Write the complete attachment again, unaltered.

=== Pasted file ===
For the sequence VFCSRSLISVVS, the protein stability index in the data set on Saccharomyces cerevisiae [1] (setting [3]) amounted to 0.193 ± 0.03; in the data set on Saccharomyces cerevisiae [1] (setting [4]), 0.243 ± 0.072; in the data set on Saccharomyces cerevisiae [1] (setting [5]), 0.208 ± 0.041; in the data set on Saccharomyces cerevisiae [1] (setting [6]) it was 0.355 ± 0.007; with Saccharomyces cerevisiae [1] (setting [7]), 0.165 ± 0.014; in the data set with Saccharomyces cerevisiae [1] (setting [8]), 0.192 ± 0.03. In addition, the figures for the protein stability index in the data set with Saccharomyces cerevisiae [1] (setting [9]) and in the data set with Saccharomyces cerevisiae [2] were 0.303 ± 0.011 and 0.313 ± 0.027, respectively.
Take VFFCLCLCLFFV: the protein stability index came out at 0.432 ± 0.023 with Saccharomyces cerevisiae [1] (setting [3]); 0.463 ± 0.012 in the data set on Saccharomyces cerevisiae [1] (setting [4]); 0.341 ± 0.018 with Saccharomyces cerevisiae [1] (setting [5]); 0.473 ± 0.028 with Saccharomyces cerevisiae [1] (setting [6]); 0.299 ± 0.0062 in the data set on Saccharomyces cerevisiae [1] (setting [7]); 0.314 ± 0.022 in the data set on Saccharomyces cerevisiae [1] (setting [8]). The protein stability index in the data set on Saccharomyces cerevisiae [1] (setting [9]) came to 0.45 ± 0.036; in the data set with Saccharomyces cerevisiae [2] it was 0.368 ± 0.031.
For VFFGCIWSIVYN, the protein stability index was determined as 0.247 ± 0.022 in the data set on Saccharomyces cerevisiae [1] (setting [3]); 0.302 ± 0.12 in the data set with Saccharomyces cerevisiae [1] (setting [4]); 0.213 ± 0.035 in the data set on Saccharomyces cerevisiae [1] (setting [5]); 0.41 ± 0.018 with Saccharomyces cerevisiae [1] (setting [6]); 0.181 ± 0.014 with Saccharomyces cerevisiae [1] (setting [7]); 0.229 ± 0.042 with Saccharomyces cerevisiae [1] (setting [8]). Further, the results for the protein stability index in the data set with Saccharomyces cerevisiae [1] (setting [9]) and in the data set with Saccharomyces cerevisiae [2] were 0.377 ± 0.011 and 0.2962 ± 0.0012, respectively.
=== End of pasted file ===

For the sequence VFCSRSLISVVS, the protein stability index in the data set on Saccharomyces cerevisiae [1] (setting [3]) amounted to 0.193 ± 0.03; in the data set on Saccharomyces cerevisiae [1] (setting [4]), 0.243 ± 0.072; in the data set on Saccharomyces cerevisiae [1] (setting [5]), 0.208 ± 0.041; in the data set on Saccharomyces cerevisiae [1] (setting [6]) it was 0.355 ± 0.007; with Saccharomyces cerevisiae [1] (setting [7]), 0.165 ± 0.014; in the data set with Saccharomyces cerevisiae [1] (setting [8]), 0.192 ± 0.03. In addition, the figures for the protein stability index in the data set with Saccharomyces cerevisiae [1] (setting [9]) and in the data set with Saccharomyces cerevisiae [2] were 0.303 ± 0.011 and 0.313 ± 0.027, respectively.
Take VFFCLCLCLFFV: the protein stability index came out at 0.432 ± 0.023 with Saccharomyces cerevisiae [1] (setting [3]); 0.463 ± 0.012 in the data set on Saccharomyces cerevisiae [1] (setting [4]); 0.341 ± 0.018 with Saccharomyces cerevisiae [1] (setting [5]); 0.473 ± 0.028 with Saccharomyces cerevisiae [1] (setting [6]); 0.299 ± 0.0062 in the data set on Saccharomyces cerevisiae [1] (setting [7]); 0.314 ± 0.022 in the data set on Saccharomyces cerevisiae [1] (setting [8]). The protein stability index in the data set on Saccharomyces cerevisiae [1] (setting [9]) came to 0.45 ± 0.036; in the data set with Saccharomyces cerevisiae [2] it was 0.368 ± 0.031.
For VFFGCIWSIVYN, the protein stability index was determined as 0.247 ± 0.022 in the data set on Saccharomyces cerevisiae [1] (setting [3]); 0.302 ± 0.12 in the data set with Saccharomyces cerevisiae [1] (setting [4]); 0.213 ± 0.035 in the data set on Saccharomyces cerevisiae [1] (setting [5]); 0.41 ± 0.018 with Saccharomyces cerevisiae [1] (setting [6]); 0.181 ± 0.014 with Saccharomyces cerevisiae [1] (setting [7]); 0.229 ± 0.042 with Saccharomyces cerevisiae [1] (setting [8]). Further, the results for the protein stability index in the data set with Saccharomyces cerevisiae [1] (setting [9]) and in the data set with Saccharomyces cerevisiae [2] were 0.377 ± 0.011 and 0.2962 ± 0.0012, respectively.